Caffeine News and Research RSS Feed - Caffeine News and Research

Caffeine is a bitter substance found in coffee, tea, soft drinks, chocolate, some nuts and certain medicines. It has many effects on the body's metabolism, including stimulating the central nervous system. This can make you more alert and give you a boost of energy.

For most people, the amount of caffeine in two to four cups of coffee a day is not harmful. However, too much caffeine can make you restless, anxious and irritable. It may also keep you from sleeping well and cause headaches, abnormal heart rhythms or other problems. If you stop using caffeine, you could get withdrawal symptoms.

Some people are more sensitive to the effects of caffeine than others. They should limit their use of caffeine. So should pregnant and nursing women. Certain drugs and supplements may interact with caffeine. If you have questions about whether caffeine is safe for you, talk with your health care provider.
Household rules, regular sleep-wake routines improve sleep in children

Household rules, regular sleep-wake routines improve sleep in children

Children obtain better and more age-appropriate sleep in the presence of household rules and regular sleep-wake routines, according to sleep researchers. [More]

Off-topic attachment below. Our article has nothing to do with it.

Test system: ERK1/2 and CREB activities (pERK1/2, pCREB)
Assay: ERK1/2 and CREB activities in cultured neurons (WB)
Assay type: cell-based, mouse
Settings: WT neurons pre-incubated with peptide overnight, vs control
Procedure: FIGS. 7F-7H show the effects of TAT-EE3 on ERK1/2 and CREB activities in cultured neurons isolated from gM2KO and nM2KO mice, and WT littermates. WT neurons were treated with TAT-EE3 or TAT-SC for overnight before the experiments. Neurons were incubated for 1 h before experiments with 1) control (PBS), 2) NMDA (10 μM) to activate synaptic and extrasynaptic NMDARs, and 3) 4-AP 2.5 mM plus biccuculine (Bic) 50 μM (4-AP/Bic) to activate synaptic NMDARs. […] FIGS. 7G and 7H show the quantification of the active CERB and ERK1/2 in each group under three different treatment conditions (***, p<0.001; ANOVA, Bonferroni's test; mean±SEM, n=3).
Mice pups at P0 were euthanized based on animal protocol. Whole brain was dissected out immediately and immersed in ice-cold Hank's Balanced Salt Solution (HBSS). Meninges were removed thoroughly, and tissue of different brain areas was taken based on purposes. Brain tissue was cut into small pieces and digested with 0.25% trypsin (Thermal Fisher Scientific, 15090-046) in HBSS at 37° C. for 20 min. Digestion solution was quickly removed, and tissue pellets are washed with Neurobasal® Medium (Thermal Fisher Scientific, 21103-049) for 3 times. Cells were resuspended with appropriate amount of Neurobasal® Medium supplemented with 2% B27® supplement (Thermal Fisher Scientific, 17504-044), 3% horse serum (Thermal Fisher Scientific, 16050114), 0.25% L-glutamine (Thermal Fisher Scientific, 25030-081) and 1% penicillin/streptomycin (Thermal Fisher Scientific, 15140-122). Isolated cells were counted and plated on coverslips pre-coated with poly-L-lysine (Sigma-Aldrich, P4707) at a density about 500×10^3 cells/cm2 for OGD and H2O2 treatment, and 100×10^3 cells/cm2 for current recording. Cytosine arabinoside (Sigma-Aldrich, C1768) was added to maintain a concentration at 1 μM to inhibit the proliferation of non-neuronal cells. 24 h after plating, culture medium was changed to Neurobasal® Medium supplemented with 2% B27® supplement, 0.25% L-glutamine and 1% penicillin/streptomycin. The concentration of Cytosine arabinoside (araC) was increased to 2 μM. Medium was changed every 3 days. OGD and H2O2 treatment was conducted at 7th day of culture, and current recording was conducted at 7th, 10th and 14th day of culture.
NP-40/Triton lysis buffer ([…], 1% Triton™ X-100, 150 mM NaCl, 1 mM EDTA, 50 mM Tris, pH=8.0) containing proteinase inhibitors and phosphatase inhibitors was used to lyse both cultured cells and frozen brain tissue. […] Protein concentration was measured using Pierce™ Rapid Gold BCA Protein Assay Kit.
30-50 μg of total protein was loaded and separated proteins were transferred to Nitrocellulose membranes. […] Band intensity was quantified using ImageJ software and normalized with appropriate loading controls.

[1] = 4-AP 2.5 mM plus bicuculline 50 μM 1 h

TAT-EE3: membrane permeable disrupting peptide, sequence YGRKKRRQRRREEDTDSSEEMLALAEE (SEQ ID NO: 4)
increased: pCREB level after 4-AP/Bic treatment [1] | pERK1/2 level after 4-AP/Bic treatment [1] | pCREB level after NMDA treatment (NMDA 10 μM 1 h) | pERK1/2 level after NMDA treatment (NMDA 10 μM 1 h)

AHS provides updated assessment of treatments for acute migraine

AHS provides updated assessment of treatments for acute migraine

The January issue of the American Headache Society journal Headache provides an updated assessment of the best treatments to use when a migraine attack occurs. The assessment will form the basis of new AHS treatment guidelines. [More]
WHO calls for urgent action to reduce premature deaths from noncommunicable diseases

WHO calls for urgent action to reduce premature deaths from noncommunicable diseases

Urgent government action is needed to meet global targets to reduce the burden of noncommunicable diseases (NCDs), and prevent the annual toll of 16 million people dying prematurely - before the age of 70 - from heart and lung diseases, stroke, cancer and diabetes, according to a new WHO report. [More]
Additional products seized from Calgary stores contain undeclared drug ingredients

Additional products seized from Calgary stores contain undeclared drug ingredients

Further to its recent Advisory, Health Canada has identified additional products seized from two Samson's Supplements stores in Calgary that pose a risk to health. [More]